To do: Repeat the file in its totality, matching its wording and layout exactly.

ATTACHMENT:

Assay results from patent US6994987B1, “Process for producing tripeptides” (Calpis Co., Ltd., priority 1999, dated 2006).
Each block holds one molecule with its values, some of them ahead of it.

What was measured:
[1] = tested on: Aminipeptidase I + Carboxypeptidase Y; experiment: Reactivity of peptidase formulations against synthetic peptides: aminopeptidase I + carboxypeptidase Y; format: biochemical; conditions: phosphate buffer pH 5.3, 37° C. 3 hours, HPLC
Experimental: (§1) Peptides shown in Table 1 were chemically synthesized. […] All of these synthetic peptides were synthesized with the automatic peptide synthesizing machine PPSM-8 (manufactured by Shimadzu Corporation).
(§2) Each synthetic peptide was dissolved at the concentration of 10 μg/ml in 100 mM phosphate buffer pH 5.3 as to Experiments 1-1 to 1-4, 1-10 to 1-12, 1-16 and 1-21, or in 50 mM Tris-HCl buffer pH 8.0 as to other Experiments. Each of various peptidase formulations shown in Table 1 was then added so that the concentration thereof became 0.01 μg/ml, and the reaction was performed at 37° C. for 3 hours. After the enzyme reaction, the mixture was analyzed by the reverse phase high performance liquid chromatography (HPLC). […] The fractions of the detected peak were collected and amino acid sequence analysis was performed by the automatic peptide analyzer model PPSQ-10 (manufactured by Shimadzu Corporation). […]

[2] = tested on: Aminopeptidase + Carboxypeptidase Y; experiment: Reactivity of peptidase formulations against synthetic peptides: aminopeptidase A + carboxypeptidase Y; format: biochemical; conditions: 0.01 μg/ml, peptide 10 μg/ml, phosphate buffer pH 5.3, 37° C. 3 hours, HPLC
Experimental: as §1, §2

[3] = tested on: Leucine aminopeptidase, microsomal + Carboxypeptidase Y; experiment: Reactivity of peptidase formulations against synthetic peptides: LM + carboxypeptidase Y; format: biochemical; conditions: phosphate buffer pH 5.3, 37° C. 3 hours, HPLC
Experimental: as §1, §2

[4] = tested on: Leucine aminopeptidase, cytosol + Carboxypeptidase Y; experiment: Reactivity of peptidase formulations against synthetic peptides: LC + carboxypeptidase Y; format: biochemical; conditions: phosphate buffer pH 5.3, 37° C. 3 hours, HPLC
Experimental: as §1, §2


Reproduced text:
Assay results from patent US6994987B1, “Process for producing tripeptides” (Calpis Co., Ltd., priority 1999, dated 2006).
Each block holds one molecule with its values, some of them ahead of it.

What was measured:
[1] = tested on: Aminipeptidase I + Carboxypeptidase Y; experiment: Reactivity of peptidase formulations against synthetic peptides: aminopeptidase I + carboxypeptidase Y; format: biochemical; conditions: phosphate buffer pH 5.3, 37° C. 3 hours, HPLC
Experimental: (§1) Peptides shown in Table 1 were chemically synthesized. […] All of these synthetic peptides were synthesized with the automatic peptide synthesizing machine PPSM-8 (manufactured by Shimadzu Corporation).
(§2) Each synthetic peptide was dissolved at the concentration of 10 μg/ml in 100 mM phosphate buffer pH 5.3 as to Experiments 1-1 to 1-4, 1-10 to 1-12, 1-16 and 1-21, or in 50 mM Tris-HCl buffer pH 8.0 as to other Experiments. Each of various peptidase formulations shown in Table 1 was then added so that the concentration thereof became 0.01 μg/ml, and the reaction was performed at 37° C. for 3 hours. After the enzyme reaction, the mixture was analyzed by the reverse phase high performance liquid chromatography (HPLC). […] The fractions of the detected peak were collected and amino acid sequence analysis was performed by the automatic peptide analyzer model PPSQ-10 (manufactured by Shimadzu Corporation). […]

[2] = tested on: Aminopeptidase + Carboxypeptidase Y; experiment: Reactivity of peptidase formulations against synthetic peptides: aminopeptidase A + carboxypeptidase Y; format: biochemical; conditions: 0.01 μg/ml, peptide 10 μg/ml, phosphate buffer pH 5.3, 37° C. 3 hours, HPLC
Experimental: as §1, §2

[3] = tested on: Leucine aminopeptidase, microsomal + Carboxypeptidase Y; experiment: Reactivity of peptidase formulations against synthetic peptides: LM + carboxypeptidase Y; format: biochemical; conditions: phosphate buffer pH 5.3, 37° C. 3 hours, HPLC
Experimental: as §1, §2

[4] = tested on: Leucine aminopeptidase, cytosol + Carboxypeptidase Y; experiment: Reactivity of peptidase formulations against synthetic peptides: LC + carboxypeptidase Y; format: biochemical; conditions: phosphate buffer pH 5.3, 37° C. 3 hours, HPLC
Experimental: as §1, §2